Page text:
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Thread: Communication between two programs via registry?

  1. #16
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    Re: Communication between two programs via registry?

    Quote Originally Posted by Arjay View Post
    Not at all, an MMF can use a system file or a pagefile as its backing 'store'.

    It contains a sample project that uses an MMF between a log writer and log reader - each in different processes.
    I know MMF can work on an actual file and the pagefile.

    My point in #14 was that if you need shared access from 2 processes (as the OP was asking) that needs to be with an MMF backed with an actual file. Unless maybe (not sure if this works for MMF) you're considering the somewhat awkward handle duplication. Which then brings the issue of how to communicate the handle(s) to the other process, so you have a sort of chicken and egg issue with that route.

    Or am I missing some hidden feature in pagefile packed MMF that allows shared access ?

  2. #17
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    Re: Communication between two programs via registry?

    Quote Originally Posted by OReubens View Post
    My point in #14 was that if you need shared access from 2 processes (as the OP was asking) that needs to be with an MMF backed with an actual file.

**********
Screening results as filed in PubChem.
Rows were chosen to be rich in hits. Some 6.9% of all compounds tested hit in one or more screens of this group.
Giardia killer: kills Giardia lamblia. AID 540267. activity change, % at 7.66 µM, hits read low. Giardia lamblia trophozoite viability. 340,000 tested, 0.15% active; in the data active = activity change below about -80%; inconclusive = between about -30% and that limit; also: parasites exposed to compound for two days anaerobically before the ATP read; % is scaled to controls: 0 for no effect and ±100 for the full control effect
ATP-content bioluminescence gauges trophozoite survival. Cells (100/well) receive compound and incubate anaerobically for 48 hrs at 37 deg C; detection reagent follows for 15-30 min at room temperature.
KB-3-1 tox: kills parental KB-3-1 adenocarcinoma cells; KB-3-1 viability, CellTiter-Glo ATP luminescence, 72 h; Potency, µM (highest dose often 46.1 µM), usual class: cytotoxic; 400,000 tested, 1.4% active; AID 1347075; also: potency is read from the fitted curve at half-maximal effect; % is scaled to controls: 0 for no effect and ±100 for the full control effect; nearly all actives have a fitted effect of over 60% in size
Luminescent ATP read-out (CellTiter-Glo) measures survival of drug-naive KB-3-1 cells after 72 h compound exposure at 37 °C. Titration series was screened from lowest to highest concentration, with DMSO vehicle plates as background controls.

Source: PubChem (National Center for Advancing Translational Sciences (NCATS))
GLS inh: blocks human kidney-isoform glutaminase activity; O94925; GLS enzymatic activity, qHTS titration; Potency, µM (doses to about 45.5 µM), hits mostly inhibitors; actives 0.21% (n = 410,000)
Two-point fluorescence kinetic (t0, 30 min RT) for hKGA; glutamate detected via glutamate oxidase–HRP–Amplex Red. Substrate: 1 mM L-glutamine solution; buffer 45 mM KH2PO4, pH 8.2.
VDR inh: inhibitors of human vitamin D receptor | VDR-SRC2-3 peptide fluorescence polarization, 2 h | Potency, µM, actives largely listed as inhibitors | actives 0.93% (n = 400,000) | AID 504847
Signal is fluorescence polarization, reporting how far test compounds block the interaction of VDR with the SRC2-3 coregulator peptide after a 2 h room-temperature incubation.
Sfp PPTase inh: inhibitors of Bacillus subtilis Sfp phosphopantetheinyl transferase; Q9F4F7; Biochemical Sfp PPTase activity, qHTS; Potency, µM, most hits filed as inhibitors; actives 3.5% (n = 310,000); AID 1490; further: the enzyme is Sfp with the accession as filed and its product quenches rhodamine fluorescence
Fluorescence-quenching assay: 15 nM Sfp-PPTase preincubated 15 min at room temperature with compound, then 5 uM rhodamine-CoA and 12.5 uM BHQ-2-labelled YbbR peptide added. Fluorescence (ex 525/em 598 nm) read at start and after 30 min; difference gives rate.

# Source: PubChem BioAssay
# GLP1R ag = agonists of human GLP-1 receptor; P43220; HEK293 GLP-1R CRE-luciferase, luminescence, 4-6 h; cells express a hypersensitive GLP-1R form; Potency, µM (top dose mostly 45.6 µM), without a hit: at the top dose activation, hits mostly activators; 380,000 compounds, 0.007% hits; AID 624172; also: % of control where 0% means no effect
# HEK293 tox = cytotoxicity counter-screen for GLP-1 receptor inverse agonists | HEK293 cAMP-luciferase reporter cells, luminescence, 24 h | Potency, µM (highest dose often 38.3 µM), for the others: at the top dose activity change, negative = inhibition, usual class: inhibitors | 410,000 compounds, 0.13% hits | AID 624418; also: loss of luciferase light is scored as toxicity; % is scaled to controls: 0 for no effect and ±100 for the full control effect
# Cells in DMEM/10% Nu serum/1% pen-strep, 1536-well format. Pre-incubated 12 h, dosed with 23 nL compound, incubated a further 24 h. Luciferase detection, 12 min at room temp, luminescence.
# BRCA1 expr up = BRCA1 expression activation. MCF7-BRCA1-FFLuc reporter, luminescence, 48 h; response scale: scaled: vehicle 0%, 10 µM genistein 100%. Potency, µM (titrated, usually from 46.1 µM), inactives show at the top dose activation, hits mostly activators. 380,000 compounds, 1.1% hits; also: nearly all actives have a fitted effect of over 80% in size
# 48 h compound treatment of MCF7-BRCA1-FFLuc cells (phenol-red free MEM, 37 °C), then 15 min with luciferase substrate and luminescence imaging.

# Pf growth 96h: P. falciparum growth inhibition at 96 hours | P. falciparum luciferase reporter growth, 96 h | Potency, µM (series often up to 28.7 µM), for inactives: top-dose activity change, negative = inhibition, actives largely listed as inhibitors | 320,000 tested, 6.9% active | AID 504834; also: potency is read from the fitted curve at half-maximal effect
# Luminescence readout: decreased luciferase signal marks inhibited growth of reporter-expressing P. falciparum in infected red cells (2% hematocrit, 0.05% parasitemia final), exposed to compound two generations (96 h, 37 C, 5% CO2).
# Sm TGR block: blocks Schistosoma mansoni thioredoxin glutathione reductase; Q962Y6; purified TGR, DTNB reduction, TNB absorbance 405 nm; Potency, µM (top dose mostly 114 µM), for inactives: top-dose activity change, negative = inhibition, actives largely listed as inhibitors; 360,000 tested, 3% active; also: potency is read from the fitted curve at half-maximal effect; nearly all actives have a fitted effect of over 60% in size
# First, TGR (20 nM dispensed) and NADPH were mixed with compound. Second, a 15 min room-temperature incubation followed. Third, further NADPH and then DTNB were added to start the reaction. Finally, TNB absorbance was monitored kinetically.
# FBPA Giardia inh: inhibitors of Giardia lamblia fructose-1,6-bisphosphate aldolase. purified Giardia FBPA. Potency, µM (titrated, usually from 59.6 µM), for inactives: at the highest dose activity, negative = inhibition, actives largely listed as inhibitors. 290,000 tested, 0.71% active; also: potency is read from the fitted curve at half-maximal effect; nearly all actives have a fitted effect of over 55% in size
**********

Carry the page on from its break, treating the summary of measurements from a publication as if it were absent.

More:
No it doesn't. The MMF is the mechanism for sharing the data - it doesn't matter if the MMF is backed by a file or the pagefile (except with a pagefile you don't need to clean up the file).

    Quote Originally Posted by OReubens View Post
    Unless maybe (not sure if this works for MMF) you're considering the somewhat awkward handle duplication. Which then brings the issue of how to communicate the handle(s) to the other process, so you have a sort of chicken and egg issue with that route.

    Or am I missing some hidden feature in pagefile packed MMF that allows shared access ?
    Of course you need to synchronize access - like you do for any resource shared between threads (or processes). Rather than duplicating handles you can use a named mutex for synchronization. I've wrapped the creation into a class and created a couple of named mutexes based off the mmf name. Here's its use:

    Log Sender Code (process 1)
    Code: